The Mañi language is a Ngerupic language which forms the classical language of the Mañic peoples.
Mañi is classified as a Ngerupic language, and is the ancestor of the Mañic languages. While the majority of its vocabulary can be reconstructed to Proto-Ngerupic, it has also acquired some vocabulary from a substrate native to southern Soltenna, corresponding to modern-day Quaxin Xun, Bosato, Nyatol, and Zaizung. This vocabulary includes flora and fauna native to Soltenna and maritime vocabulary.
Mañi is believed to have been spoken from approximately -500 CE to 500 CE, corresponding to the Xuni Migration Period.
Writing and literature
Mañi writing during the classical period is attested in three different writing systems. The first, called palm-leaf Terminian, was primarily used to write Old Terminian. Writers using palm-leaf Terminian to write Mañi used differing and frequently innovative transliteration conventions. For instance, some texts typically transcribe the Mañi stops with voiceless stop symbols, others with voiced stop symbols, and yet others depending on whether they were in a cluster with a voiced consonant or a nasal vowel.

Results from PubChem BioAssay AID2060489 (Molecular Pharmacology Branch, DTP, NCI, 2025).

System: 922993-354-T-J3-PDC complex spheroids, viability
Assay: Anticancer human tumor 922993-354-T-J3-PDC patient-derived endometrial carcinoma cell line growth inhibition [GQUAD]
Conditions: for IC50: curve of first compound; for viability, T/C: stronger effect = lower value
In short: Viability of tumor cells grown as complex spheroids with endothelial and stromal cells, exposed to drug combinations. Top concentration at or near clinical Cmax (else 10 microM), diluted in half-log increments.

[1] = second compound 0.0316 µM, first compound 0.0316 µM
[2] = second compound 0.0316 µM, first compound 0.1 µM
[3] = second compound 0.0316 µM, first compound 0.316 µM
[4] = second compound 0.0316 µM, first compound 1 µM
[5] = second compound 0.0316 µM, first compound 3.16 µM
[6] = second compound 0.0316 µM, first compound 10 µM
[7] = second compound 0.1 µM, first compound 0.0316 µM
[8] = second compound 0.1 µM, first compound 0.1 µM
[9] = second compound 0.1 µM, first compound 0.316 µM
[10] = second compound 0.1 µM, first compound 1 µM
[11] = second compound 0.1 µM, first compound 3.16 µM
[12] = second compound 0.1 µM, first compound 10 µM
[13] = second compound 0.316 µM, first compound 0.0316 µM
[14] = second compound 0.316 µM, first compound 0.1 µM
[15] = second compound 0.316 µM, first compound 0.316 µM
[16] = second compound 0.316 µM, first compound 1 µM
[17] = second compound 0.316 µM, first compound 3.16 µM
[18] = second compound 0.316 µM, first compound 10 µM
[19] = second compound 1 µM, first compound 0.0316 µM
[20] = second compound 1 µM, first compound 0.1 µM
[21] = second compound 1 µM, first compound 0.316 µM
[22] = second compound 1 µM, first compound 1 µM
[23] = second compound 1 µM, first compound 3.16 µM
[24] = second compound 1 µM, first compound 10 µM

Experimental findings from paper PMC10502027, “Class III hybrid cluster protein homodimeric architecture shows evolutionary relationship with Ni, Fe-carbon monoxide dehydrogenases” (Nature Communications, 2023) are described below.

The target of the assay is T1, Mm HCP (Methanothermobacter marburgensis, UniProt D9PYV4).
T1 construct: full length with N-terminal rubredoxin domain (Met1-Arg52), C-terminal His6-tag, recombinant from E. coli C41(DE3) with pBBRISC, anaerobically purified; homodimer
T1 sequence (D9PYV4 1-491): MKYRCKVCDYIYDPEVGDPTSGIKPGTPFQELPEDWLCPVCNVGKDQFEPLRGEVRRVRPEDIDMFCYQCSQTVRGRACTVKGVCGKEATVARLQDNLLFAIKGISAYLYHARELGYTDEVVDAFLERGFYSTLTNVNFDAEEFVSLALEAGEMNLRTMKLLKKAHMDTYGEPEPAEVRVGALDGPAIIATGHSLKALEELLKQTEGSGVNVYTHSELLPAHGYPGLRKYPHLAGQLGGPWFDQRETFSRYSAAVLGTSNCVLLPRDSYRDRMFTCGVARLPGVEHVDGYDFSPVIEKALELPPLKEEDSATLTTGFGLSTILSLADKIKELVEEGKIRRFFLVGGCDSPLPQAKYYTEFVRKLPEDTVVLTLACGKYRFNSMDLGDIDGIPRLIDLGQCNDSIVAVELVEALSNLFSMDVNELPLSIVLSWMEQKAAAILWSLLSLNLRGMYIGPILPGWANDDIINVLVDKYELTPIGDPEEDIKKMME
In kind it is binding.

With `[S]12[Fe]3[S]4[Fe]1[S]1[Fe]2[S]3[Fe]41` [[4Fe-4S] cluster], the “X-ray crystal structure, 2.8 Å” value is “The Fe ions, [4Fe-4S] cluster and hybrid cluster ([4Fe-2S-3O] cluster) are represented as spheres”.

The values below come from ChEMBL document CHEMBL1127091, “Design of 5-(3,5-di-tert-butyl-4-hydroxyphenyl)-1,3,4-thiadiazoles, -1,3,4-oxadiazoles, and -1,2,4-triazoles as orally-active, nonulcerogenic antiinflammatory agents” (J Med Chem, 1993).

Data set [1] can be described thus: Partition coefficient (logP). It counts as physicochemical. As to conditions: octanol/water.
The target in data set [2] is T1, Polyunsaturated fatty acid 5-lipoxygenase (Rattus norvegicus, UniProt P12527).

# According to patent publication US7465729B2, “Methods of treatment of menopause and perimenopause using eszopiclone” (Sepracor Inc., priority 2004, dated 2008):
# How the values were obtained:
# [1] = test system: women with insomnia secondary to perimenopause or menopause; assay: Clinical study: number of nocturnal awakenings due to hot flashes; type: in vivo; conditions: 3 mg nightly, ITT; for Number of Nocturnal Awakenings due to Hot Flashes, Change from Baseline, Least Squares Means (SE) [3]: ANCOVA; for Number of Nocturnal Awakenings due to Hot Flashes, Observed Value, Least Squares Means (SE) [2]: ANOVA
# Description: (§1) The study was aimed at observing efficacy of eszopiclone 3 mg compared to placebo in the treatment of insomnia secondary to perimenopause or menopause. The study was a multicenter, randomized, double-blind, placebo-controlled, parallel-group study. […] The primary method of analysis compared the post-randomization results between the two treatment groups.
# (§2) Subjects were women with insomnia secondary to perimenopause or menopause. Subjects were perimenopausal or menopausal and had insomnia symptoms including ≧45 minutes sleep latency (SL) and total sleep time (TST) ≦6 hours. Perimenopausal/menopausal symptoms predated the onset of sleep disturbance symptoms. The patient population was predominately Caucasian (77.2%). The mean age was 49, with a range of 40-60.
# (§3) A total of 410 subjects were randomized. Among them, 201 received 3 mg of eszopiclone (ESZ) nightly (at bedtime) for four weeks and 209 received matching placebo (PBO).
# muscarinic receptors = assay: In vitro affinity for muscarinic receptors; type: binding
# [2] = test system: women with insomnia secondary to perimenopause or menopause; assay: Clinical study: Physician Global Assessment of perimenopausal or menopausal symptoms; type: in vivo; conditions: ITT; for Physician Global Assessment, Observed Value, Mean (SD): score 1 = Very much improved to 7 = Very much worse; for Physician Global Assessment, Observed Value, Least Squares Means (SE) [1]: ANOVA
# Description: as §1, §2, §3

The first script designed specifically for the Mañi language is called the Old Tekaunye syllabary, due to a large number of early texts being discovered near Tekaunye. It is actually a semi-syllabary, with some glyphs representing CV combinations and others representing single consonants. The phonetic value of the glyphs in this syllabary are not derived directly from the phonetic vowels of palm-leaf Terminian, nor are the glyphs. It is most likely that the Old Tekaunye syllabary was invented by a scribe, or multiple scribes, who was familiar with the appearance of palm-leaf Terminian script, but not literate in it, and possibly not literate in any alphabetic script.
The Old Tekaunye syllabary, after a couple centuries of use, transitioned into a more internally consistent abugida, referred to as the Mañi abugida. The Ca forms of the glyphs from the Old Tekaunye syllabary are kept, and other CV combinations are shown by combinations with diacritic-like versions of the standalone vowel letters.